Josie was determined to follow in his footsteps and share the message that it’s possible to remain in agriculture and live in regional and remote areas whether intellectually or physically impacted. 

Clearly that message has resonated as she already has more than 2,000 community members and has seen up to 300,000 people reading her stories. Her inbox is full of messages from people wanting to share their own experiences and in May she won a NSW Rural Women’s Award for the Instagram and Facebook platforms. 

Her dad picked up the award as Josie was studying for her PhD in Mexico – and he had a tear in his eye as she was awarded a grant of $15,000.

The cash will be invaluable as she continues providing information not only to the disabled but to employers, trainers and developers.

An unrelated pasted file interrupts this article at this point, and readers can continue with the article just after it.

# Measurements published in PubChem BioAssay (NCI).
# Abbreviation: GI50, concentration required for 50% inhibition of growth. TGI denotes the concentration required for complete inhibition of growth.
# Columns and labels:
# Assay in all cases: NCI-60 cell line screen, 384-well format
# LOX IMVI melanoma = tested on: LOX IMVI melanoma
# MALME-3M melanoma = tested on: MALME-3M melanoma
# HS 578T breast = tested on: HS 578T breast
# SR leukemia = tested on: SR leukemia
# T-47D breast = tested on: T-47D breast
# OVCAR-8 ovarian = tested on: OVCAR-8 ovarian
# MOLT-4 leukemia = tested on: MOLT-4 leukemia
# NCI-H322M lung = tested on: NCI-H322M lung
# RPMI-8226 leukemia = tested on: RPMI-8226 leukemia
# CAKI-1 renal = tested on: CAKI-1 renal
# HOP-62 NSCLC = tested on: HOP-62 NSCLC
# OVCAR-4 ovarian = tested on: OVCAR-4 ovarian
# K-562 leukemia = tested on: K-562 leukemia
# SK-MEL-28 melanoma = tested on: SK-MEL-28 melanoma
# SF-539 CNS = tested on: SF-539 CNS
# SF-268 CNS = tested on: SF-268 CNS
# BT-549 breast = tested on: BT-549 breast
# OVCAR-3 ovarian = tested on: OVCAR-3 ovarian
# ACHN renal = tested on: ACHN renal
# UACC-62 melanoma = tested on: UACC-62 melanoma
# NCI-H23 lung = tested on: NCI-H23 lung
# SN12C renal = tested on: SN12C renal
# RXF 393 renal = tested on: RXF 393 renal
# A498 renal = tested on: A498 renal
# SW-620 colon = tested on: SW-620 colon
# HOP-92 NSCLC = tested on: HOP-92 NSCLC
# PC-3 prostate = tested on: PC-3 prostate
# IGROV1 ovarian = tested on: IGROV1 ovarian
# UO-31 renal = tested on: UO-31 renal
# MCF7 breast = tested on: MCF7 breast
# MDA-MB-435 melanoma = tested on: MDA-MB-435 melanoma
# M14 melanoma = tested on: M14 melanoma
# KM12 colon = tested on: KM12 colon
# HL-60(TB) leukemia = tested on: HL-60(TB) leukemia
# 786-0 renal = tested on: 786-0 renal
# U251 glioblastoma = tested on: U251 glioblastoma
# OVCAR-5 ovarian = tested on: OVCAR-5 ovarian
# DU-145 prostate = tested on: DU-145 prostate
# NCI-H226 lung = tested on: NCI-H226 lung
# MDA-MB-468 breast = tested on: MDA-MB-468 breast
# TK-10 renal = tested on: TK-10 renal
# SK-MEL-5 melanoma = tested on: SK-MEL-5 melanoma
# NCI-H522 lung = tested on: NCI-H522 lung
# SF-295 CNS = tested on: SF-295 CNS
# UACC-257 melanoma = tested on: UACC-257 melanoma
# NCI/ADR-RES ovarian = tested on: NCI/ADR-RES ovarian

“I want to do a lot more with Ability Agriculture. I want it to be a representative group and a voice for disability in agriculture.”

Josie Clarke, founder of Ability Agriculture.

Her plans include registering as a not-for-profit and attending industry events. “I would like an Ability Agriculture fund so more people can be advocates for disability,” she says. “You can’t be it if you can’t see it.” 

More better opportunities

Josie is also keen to open more and better opportunities for people with a disability to get started in agriculture. 

“We talk about inclusion and diversity, but we’re not an industry showing that beyond gender equality. When advertising roles we don’t say they’re inclusive so someone with a disability can apply and know they’ll be supported. These things need to happen.”

Josie Clarke